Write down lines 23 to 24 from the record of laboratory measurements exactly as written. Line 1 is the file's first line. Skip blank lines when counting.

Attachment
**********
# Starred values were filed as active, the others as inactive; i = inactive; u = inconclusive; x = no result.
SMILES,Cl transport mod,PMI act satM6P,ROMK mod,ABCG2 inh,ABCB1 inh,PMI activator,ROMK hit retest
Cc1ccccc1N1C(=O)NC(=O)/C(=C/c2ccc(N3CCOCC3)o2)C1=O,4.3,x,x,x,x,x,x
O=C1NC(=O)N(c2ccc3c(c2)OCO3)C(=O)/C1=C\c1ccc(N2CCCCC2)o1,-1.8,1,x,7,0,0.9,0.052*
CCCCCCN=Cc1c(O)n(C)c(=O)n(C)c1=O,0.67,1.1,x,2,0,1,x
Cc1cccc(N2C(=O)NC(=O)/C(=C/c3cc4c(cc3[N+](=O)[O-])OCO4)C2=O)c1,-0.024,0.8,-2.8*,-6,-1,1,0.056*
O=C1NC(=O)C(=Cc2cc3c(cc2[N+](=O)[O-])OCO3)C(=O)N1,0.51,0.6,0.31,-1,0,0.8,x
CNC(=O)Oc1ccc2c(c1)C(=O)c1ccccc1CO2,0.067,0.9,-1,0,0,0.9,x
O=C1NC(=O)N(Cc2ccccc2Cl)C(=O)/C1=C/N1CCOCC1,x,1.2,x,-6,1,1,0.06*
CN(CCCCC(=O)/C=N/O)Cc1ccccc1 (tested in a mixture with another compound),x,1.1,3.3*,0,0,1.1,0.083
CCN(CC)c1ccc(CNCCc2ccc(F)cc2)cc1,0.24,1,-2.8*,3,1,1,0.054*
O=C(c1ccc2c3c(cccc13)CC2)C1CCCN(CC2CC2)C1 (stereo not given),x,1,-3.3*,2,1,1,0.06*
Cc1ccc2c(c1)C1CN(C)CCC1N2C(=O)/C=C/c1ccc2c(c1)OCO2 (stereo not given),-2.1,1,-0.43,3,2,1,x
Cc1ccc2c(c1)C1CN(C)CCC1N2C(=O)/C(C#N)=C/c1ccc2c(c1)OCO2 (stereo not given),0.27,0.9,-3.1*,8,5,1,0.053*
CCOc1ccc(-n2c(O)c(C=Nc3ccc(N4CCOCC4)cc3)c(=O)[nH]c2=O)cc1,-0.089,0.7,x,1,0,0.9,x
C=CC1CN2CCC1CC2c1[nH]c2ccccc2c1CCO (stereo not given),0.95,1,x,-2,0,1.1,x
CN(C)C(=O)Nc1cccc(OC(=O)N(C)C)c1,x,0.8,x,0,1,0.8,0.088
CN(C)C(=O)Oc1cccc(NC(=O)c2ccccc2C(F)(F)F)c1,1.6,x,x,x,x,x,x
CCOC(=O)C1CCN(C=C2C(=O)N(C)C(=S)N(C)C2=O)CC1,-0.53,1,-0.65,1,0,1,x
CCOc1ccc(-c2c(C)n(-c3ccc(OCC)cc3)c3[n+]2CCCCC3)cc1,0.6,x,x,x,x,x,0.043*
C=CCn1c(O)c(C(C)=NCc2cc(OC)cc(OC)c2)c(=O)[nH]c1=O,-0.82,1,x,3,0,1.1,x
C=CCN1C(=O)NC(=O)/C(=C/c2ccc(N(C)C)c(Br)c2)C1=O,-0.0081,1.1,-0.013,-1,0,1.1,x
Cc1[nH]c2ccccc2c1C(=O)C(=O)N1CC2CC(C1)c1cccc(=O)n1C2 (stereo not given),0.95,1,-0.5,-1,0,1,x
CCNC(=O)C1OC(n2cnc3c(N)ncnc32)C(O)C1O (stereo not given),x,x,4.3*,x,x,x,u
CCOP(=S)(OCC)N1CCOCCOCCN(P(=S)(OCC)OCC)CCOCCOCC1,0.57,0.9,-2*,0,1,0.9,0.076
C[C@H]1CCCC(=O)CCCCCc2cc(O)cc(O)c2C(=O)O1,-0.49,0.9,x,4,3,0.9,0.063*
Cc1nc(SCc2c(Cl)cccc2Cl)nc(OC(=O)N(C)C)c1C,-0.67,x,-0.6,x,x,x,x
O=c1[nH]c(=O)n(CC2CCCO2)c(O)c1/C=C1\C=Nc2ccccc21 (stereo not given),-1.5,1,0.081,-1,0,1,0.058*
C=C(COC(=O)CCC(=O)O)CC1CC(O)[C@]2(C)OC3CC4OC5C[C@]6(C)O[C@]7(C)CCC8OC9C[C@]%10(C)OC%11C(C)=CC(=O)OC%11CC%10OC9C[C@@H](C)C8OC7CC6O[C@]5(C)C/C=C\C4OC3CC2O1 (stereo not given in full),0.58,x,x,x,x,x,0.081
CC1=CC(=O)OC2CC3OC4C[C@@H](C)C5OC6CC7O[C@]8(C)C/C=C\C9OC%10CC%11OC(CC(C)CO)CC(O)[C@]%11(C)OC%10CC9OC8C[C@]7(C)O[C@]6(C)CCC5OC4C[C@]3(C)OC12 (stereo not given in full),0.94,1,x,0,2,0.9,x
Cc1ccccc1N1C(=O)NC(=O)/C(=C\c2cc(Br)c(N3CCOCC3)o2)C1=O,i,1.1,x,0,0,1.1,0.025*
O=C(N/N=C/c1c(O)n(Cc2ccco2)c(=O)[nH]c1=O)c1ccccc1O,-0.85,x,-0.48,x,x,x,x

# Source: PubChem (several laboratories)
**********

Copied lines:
Cc1[nH]c2ccccc2c1C(=O)C(=O)N1CC2CC(C1)c1cccc(=O)n1C2 (stereo not given),0.95,1,-0.5,-1,0,1,x
CCNC(=O)C1OC(n2cnc3c(N)ncnc32)C(O)C1O (stereo not given),x,x,4.3*,x,x,x,u